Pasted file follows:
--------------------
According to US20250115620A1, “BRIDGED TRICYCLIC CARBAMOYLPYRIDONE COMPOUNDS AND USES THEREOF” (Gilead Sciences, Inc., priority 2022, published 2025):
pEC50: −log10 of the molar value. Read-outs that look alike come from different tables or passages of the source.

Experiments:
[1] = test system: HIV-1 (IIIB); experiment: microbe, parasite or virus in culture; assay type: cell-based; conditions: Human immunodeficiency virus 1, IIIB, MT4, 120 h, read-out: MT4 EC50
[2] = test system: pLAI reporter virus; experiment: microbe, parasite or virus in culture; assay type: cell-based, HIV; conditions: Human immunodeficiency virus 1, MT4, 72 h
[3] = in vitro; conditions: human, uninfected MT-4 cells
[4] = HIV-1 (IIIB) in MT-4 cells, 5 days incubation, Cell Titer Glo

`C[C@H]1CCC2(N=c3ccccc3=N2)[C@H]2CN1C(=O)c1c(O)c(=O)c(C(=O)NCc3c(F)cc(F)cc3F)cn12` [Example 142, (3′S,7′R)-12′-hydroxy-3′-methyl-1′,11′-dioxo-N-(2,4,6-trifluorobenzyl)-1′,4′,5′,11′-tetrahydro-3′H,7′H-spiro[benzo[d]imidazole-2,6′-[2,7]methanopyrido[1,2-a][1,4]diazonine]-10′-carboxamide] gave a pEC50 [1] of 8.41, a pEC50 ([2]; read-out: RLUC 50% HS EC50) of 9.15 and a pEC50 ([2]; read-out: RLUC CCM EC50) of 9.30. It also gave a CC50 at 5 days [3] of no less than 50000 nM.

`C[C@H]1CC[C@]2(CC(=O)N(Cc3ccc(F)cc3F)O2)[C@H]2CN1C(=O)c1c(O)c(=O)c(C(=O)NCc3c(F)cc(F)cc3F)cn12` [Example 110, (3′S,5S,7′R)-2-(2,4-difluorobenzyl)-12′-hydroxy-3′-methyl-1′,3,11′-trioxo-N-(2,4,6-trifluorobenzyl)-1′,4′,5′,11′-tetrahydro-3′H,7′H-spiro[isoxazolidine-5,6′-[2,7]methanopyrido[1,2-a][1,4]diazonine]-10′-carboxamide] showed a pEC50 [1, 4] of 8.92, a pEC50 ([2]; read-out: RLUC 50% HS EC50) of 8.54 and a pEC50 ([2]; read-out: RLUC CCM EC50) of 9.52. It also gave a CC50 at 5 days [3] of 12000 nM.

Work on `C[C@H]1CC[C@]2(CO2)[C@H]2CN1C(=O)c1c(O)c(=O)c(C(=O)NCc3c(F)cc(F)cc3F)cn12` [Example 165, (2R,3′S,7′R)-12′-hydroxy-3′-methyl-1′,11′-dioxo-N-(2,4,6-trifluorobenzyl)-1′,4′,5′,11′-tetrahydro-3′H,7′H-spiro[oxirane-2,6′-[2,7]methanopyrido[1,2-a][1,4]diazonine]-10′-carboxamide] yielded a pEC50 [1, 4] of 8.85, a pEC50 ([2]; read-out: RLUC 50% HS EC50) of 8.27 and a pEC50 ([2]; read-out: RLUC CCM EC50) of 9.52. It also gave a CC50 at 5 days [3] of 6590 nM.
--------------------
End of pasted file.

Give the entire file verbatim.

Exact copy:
According to US20250115620A1, “BRIDGED TRICYCLIC CARBAMOYLPYRIDONE COMPOUNDS AND USES THEREOF” (Gilead Sciences, Inc., priority 2022, published 2025):
pEC50: −log10 of the molar value. Read-outs that look alike come from different tables or passages of the source.

Experiments:
[1] = test system: HIV-1 (IIIB); experiment: microbe, parasite or virus in culture; assay type: cell-based; conditions: Human immunodeficiency virus 1, IIIB, MT4, 120 h, read-out: MT4 EC50
[2] = test system: pLAI reporter virus; experiment: microbe, parasite or virus in culture; assay type: cell-based, HIV; conditions: Human immunodeficiency virus 1, MT4, 72 h
[3] = in vitro; conditions: human, uninfected MT-4 cells
[4] = HIV-1 (IIIB) in MT-4 cells, 5 days incubation, Cell Titer Glo

`C[C@H]1CCC2(N=c3ccccc3=N2)[C@H]2CN1C(=O)c1c(O)c(=O)c(C(=O)NCc3c(F)cc(F)cc3F)cn12` [Example 142, (3′S,7′R)-12′-hydroxy-3′-methyl-1′,11′-dioxo-N-(2,4,6-trifluorobenzyl)-1′,4′,5′,11′-tetrahydro-3′H,7′H-spiro[benzo[d]imidazole-2,6′-[2,7]methanopyrido[1,2-a][1,4]diazonine]-10′-carboxamide] gave a pEC50 [1] of 8.41, a pEC50 ([2]; read-out: RLUC 50% HS EC50) of 9.15 and a pEC50 ([2]; read-out: RLUC CCM EC50) of 9.30. It also gave a CC50 at 5 days [3] of no less than 50000 nM.

`C[C@H]1CC[C@]2(CC(=O)N(Cc3ccc(F)cc3F)O2)[C@H]2CN1C(=O)c1c(O)c(=O)c(C(=O)NCc3c(F)cc(F)cc3F)cn12` [Example 110, (3′S,5S,7′R)-2-(2,4-difluorobenzyl)-12′-hydroxy-3′-methyl-1′,3,11′-trioxo-N-(2,4,6-trifluorobenzyl)-1′,4′,5′,11′-tetrahydro-3′H,7′H-spiro[isoxazolidine-5,6′-[2,7]methanopyrido[1,2-a][1,4]diazonine]-10′-carboxamide] showed a pEC50 [1, 4] of 8.92, a pEC50 ([2]; read-out: RLUC 50% HS EC50) of 8.54 and a pEC50 ([2]; read-out: RLUC CCM EC50) of 9.52. It also gave a CC50 at 5 days [3] of 12000 nM.

Work on `C[C@H]1CC[C@]2(CO2)[C@H]2CN1C(=O)c1c(O)c(=O)c(C(=O)NCc3c(F)cc(F)cc3F)cn12` [Example 165, (2R,3′S,7′R)-12′-hydroxy-3′-methyl-1′,11′-dioxo-N-(2,4,6-trifluorobenzyl)-1′,4′,5′,11′-tetrahydro-3′H,7′H-spiro[oxirane-2,6′-[2,7]methanopyrido[1,2-a][1,4]diazonine]-10′-carboxamide] yielded a pEC50 [1, 4] of 8.85, a pEC50 ([2]; read-out: RLUC 50% HS EC50) of 8.27 and a pEC50 ([2]; read-out: RLUC CCM EC50) of 9.52. It also gave a CC50 at 5 days [3] of 6590 nM.